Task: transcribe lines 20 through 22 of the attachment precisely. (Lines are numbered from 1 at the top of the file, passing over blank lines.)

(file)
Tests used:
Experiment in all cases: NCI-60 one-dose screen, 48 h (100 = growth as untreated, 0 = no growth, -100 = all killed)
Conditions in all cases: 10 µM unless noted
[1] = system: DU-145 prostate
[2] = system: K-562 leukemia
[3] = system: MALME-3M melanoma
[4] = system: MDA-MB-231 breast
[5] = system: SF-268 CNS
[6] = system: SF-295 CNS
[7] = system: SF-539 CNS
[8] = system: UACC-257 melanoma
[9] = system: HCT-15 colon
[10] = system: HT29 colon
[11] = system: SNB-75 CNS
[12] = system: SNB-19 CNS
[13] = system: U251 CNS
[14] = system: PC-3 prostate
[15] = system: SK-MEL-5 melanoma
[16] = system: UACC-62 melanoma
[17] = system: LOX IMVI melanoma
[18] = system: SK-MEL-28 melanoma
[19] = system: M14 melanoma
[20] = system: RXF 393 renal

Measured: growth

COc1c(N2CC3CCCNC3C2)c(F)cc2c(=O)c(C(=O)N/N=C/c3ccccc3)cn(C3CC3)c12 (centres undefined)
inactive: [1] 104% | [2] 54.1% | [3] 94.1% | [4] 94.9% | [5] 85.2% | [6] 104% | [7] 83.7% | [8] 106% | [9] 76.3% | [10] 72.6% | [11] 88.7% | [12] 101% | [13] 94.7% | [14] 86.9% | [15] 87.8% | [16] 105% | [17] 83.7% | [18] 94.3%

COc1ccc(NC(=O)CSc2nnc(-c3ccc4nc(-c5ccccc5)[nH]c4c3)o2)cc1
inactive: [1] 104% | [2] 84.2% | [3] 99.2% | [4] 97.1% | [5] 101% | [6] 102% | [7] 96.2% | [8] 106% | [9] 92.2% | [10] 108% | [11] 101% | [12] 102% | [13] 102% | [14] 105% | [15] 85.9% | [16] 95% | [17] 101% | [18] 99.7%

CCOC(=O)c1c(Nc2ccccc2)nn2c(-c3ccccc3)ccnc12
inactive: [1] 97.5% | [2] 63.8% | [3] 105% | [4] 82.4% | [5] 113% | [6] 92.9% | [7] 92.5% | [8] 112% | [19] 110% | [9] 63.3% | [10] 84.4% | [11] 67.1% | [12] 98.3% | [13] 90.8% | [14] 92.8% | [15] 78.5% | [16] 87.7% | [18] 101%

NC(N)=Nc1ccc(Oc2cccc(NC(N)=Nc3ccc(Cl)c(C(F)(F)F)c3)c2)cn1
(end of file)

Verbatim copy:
[17] = system: LOX IMVI melanoma
[18] = system: SK-MEL-28 melanoma
[19] = system: M14 melanoma